Editorial: The future of crisis mental health services for children and young people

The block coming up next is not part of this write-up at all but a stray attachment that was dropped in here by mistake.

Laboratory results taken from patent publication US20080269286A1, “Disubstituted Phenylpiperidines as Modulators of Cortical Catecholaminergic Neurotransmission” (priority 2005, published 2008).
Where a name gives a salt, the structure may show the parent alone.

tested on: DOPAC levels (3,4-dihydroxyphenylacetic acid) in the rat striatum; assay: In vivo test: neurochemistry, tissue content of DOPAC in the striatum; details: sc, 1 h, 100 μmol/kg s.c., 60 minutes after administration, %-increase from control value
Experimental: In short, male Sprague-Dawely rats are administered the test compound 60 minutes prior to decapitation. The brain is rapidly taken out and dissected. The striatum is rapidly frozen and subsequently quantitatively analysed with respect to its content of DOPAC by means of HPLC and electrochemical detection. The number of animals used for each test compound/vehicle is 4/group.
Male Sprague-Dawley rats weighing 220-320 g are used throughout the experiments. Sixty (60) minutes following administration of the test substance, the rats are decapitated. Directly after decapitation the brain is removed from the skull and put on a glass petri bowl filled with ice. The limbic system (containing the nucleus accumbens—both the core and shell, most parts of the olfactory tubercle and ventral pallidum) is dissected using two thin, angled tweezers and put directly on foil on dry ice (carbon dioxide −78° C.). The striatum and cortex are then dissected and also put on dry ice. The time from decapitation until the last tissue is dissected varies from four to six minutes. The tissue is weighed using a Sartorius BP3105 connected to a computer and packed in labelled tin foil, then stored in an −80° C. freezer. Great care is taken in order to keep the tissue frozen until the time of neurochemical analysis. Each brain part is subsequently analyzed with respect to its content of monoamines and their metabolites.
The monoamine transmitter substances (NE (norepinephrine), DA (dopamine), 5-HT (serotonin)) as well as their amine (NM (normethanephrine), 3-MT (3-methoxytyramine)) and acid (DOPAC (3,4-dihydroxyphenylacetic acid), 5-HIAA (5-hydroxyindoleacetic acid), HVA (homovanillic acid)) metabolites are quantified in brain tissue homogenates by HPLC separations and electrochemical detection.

The future of mental health services for children and young people are at a turning point. There is increasing recognition that there is huge unmet need. In the UK only approximately 25% of children and young people with a mental health disorder receive treatment, but demand to access care is increasing. At the same time evidence is building on what treatments are effective. This has not been matched by equivalent research evidence on what service configurations are most effective. In their systematic review of ‘the impact of pediatric mental health care provided in outpatient, primary care, community and school settings on emergency department use’, Kirkland et al (2018) found only limited evidence to suggest that the provision of services in the community impact on the use of emergency departments. The absence of robust RCT evidence should not prevent us from improving the outcomes and experience of children and young people facing a mental health crisis. Much is known about the value of early intervention and effective community interventions. Action should be taken now to prioritise the use of scarce resources where they are needed most to reduce unnecessary and sometimes unhelpful attendances at emergency departments and avoid potentially harmful mental health admissions.
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